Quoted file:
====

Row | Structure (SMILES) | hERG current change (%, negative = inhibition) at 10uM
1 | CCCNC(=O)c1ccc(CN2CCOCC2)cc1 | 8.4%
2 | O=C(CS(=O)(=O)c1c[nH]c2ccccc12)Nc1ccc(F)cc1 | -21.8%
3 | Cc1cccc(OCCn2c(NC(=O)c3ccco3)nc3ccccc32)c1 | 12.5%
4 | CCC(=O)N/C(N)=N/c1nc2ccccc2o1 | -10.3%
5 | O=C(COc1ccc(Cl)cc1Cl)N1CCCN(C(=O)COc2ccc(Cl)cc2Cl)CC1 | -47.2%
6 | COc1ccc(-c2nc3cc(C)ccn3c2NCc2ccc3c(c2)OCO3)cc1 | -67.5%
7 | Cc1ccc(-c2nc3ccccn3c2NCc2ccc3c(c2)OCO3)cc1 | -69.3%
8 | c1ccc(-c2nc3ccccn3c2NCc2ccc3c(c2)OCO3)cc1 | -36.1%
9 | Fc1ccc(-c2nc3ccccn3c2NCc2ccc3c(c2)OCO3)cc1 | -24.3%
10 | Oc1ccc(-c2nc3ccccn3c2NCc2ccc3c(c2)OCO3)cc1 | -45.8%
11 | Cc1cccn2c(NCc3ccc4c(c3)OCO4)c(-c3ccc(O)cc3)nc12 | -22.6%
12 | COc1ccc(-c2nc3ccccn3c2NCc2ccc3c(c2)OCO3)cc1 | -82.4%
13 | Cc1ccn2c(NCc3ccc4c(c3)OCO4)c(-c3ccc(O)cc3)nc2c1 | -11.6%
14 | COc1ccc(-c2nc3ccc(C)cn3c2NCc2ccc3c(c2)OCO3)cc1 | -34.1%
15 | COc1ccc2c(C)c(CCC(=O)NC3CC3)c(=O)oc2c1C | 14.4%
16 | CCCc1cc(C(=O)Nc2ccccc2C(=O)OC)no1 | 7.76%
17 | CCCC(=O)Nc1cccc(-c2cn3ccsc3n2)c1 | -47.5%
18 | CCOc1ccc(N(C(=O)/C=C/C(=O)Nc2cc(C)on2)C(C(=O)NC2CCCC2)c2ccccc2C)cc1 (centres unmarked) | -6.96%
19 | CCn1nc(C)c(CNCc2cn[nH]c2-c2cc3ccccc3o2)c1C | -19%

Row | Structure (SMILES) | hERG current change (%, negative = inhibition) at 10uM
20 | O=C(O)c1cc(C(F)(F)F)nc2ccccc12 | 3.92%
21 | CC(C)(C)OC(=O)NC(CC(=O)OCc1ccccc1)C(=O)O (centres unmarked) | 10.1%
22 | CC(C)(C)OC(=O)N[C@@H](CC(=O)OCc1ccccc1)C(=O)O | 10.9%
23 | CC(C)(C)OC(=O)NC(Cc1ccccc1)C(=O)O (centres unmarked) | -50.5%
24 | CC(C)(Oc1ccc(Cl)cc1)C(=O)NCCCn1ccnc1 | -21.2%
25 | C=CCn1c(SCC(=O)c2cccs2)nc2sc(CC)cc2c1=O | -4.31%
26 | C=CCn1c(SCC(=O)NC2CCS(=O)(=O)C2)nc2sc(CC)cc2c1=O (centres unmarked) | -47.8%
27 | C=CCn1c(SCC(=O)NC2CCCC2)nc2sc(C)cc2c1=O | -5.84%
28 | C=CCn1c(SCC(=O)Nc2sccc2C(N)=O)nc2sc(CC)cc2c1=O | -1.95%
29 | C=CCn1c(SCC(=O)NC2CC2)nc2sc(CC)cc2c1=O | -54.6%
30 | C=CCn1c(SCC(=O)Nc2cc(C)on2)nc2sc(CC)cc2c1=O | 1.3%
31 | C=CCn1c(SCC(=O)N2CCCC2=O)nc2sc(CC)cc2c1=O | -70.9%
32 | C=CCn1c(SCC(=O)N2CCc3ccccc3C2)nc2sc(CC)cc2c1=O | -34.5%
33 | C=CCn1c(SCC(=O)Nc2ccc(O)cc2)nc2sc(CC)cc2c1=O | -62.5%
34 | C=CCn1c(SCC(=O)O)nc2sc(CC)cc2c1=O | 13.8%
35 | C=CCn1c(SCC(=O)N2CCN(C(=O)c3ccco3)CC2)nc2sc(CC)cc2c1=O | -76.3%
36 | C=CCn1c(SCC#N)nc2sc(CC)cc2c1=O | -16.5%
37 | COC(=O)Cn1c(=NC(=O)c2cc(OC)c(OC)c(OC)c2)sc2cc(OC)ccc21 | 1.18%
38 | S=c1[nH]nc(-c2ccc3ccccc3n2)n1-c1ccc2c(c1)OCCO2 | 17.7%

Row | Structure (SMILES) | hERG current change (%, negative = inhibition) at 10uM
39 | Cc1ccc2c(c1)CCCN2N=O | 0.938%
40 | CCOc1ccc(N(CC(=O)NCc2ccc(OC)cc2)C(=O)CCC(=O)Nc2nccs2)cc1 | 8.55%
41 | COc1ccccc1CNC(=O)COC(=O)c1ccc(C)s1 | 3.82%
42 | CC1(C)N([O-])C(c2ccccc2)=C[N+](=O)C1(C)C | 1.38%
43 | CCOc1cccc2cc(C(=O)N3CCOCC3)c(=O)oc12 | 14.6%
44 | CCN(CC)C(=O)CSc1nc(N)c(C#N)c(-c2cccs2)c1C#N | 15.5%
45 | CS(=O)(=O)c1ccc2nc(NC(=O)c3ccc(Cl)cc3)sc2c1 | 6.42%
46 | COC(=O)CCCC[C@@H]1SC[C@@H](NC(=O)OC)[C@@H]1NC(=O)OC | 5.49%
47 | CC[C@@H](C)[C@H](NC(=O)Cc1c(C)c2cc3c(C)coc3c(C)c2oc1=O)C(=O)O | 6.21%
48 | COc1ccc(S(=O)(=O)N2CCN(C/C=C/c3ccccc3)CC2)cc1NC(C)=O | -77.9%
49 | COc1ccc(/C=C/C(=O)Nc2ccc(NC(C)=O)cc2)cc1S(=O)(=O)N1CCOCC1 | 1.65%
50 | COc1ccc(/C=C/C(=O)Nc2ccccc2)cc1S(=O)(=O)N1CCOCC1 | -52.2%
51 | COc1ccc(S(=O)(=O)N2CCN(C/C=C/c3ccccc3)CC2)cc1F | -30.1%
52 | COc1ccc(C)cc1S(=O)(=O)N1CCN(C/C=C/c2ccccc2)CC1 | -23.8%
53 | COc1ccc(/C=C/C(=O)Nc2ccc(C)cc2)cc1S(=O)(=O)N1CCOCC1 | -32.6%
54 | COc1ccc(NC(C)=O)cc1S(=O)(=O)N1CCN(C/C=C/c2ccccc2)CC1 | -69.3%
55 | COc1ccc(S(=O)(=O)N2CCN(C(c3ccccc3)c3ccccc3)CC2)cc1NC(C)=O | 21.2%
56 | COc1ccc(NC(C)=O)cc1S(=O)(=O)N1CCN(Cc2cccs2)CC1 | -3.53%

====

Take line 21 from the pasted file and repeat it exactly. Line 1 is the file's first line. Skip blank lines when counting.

Row | Structure (SMILES) | hERG current change (%, negative = inhibition) at 10uM